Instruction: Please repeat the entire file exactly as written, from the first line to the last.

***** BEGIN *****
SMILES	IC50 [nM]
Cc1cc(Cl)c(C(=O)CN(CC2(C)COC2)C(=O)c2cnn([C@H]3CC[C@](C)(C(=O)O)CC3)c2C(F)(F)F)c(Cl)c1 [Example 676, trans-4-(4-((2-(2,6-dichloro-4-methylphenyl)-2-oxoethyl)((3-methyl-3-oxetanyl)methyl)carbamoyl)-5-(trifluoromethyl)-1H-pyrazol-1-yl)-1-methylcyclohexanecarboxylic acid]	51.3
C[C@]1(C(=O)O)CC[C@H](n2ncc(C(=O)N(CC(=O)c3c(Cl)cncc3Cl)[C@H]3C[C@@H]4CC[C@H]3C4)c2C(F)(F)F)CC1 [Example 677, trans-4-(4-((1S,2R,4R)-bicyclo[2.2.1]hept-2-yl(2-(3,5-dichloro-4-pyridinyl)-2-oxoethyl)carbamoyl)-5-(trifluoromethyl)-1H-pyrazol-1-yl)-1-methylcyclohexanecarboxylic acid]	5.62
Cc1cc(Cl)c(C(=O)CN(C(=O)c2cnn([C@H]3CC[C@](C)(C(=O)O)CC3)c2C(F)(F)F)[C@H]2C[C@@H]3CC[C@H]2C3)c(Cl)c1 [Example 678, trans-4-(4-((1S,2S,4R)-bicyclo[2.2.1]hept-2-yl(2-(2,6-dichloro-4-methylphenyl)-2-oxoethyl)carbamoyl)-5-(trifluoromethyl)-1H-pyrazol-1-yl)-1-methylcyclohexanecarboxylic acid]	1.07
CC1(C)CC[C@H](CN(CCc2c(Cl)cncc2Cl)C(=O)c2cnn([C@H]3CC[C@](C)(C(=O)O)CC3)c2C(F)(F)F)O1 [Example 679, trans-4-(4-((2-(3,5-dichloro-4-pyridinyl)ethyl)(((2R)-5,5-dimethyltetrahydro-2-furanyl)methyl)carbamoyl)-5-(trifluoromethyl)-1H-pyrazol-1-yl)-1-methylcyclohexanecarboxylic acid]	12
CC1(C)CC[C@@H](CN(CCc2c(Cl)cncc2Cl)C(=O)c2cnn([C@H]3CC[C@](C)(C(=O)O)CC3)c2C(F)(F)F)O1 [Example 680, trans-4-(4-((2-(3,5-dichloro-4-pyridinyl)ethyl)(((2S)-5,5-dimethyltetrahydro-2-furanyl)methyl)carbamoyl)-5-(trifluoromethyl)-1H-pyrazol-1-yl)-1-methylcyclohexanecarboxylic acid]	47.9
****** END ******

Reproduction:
SMILES	IC50 [nM]
Cc1cc(Cl)c(C(=O)CN(CC2(C)COC2)C(=O)c2cnn([C@H]3CC[C@](C)(C(=O)O)CC3)c2C(F)(F)F)c(Cl)c1 [Example 676, trans-4-(4-((2-(2,6-dichloro-4-methylphenyl)-2-oxoethyl)((3-methyl-3-oxetanyl)methyl)carbamoyl)-5-(trifluoromethyl)-1H-pyrazol-1-yl)-1-methylcyclohexanecarboxylic acid]	51.3
C[C@]1(C(=O)O)CC[C@H](n2ncc(C(=O)N(CC(=O)c3c(Cl)cncc3Cl)[C@H]3C[C@@H]4CC[C@H]3C4)c2C(F)(F)F)CC1 [Example 677, trans-4-(4-((1S,2R,4R)-bicyclo[2.2.1]hept-2-yl(2-(3,5-dichloro-4-pyridinyl)-2-oxoethyl)carbamoyl)-5-(trifluoromethyl)-1H-pyrazol-1-yl)-1-methylcyclohexanecarboxylic acid]	5.62
Cc1cc(Cl)c(C(=O)CN(C(=O)c2cnn([C@H]3CC[C@](C)(C(=O)O)CC3)c2C(F)(F)F)[C@H]2C[C@@H]3CC[C@H]2C3)c(Cl)c1 [Example 678, trans-4-(4-((1S,2S,4R)-bicyclo[2.2.1]hept-2-yl(2-(2,6-dichloro-4-methylphenyl)-2-oxoethyl)carbamoyl)-5-(trifluoromethyl)-1H-pyrazol-1-yl)-1-methylcyclohexanecarboxylic acid]	1.07
CC1(C)CC[C@H](CN(CCc2c(Cl)cncc2Cl)C(=O)c2cnn([C@H]3CC[C@](C)(C(=O)O)CC3)c2C(F)(F)F)O1 [Example 679, trans-4-(4-((2-(3,5-dichloro-4-pyridinyl)ethyl)(((2R)-5,5-dimethyltetrahydro-2-furanyl)methyl)carbamoyl)-5-(trifluoromethyl)-1H-pyrazol-1-yl)-1-methylcyclohexanecarboxylic acid]	12
CC1(C)CC[C@@H](CN(CCc2c(Cl)cncc2Cl)C(=O)c2cnn([C@H]3CC[C@](C)(C(=O)O)CC3)c2C(F)(F)F)O1 [Example 680, trans-4-(4-((2-(3,5-dichloro-4-pyridinyl)ethyl)(((2S)-5,5-dimethyltetrahydro-2-furanyl)methyl)carbamoyl)-5-(trifluoromethyl)-1H-pyrazol-1-yl)-1-methylcyclohexanecarboxylic acid]	47.9